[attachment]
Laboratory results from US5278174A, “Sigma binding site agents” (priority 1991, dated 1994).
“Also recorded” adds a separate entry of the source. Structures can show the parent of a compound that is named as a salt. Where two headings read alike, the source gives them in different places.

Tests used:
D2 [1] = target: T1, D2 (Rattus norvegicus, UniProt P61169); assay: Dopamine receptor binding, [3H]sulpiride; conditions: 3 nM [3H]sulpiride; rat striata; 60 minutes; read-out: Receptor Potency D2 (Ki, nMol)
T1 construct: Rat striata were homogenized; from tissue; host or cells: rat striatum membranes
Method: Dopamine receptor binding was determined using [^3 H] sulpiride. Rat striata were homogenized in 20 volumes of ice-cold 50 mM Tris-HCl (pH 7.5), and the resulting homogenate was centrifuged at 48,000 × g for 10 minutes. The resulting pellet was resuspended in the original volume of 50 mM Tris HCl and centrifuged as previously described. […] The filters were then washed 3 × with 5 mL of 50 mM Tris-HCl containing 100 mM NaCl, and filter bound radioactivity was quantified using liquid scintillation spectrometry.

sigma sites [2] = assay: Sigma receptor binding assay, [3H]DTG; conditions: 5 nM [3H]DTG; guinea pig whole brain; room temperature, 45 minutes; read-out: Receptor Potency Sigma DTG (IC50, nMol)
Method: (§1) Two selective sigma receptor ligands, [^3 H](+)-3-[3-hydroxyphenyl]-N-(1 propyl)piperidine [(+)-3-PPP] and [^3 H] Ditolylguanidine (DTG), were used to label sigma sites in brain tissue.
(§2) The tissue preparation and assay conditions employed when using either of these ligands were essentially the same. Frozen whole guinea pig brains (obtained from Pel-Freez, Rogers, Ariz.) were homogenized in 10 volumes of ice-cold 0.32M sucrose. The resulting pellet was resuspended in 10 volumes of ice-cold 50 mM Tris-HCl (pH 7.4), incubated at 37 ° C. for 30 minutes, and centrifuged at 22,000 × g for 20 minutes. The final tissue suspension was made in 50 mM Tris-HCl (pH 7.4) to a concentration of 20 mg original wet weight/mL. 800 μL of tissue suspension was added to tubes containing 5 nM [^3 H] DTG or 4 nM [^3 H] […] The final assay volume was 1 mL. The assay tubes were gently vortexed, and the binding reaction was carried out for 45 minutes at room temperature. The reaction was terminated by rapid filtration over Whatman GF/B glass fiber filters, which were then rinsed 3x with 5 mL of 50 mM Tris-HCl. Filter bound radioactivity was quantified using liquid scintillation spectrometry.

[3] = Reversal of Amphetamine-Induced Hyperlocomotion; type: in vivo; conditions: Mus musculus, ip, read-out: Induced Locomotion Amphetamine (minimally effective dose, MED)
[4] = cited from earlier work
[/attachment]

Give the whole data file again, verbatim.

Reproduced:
Laboratory results from US5278174A, “Sigma binding site agents” (priority 1991, dated 1994).
“Also recorded” adds a separate entry of the source. Structures can show the parent of a compound that is named as a salt. Where two headings read alike, the source gives them in different places.

Tests used:
D2 [1] = target: T1, D2 (Rattus norvegicus, UniProt P61169); assay: Dopamine receptor binding, [3H]sulpiride; conditions: 3 nM [3H]sulpiride; rat striata; 60 minutes; read-out: Receptor Potency D2 (Ki, nMol)
T1 construct: Rat striata were homogenized; from tissue; host or cells: rat striatum membranes
Method: Dopamine receptor binding was determined using [^3 H] sulpiride. Rat striata were homogenized in 20 volumes of ice-cold 50 mM Tris-HCl (pH 7.5), and the resulting homogenate was centrifuged at 48,000 × g for 10 minutes. The resulting pellet was resuspended in the original volume of 50 mM Tris HCl and centrifuged as previously described. […] The filters were then washed 3 × with 5 mL of 50 mM Tris-HCl containing 100 mM NaCl, and filter bound radioactivity was quantified using liquid scintillation spectrometry.

sigma sites [2] = assay: Sigma receptor binding assay, [3H]DTG; conditions: 5 nM [3H]DTG; guinea pig whole brain; room temperature, 45 minutes; read-out: Receptor Potency Sigma DTG (IC50, nMol)
Method: (§1) Two selective sigma receptor ligands, [^3 H](+)-3-[3-hydroxyphenyl]-N-(1 propyl)piperidine [(+)-3-PPP] and [^3 H] Ditolylguanidine (DTG), were used to label sigma sites in brain tissue.
(§2) The tissue preparation and assay conditions employed when using either of these ligands were essentially the same. Frozen whole guinea pig brains (obtained from Pel-Freez, Rogers, Ariz.) were homogenized in 10 volumes of ice-cold 0.32M sucrose. The resulting pellet was resuspended in 10 volumes of ice-cold 50 mM Tris-HCl (pH 7.4), incubated at 37 ° C. for 30 minutes, and centrifuged at 22,000 × g for 20 minutes. The final tissue suspension was made in 50 mM Tris-HCl (pH 7.4) to a concentration of 20 mg original wet weight/mL. 800 μL of tissue suspension was added to tubes containing 5 nM [^3 H] DTG or 4 nM [^3 H] […] The final assay volume was 1 mL. The assay tubes were gently vortexed, and the binding reaction was carried out for 45 minutes at room temperature. The reaction was terminated by rapid filtration over Whatman GF/B glass fiber filters, which were then rinsed 3x with 5 mL of 50 mM Tris-HCl. Filter bound radioactivity was quantified using liquid scintillation spectrometry.

[3] = Reversal of Amphetamine-Induced Hyperlocomotion; type: in vivo; conditions: Mus musculus, ip, read-out: Induced Locomotion Amphetamine (minimally effective dose, MED)
[4] = cited from earlier work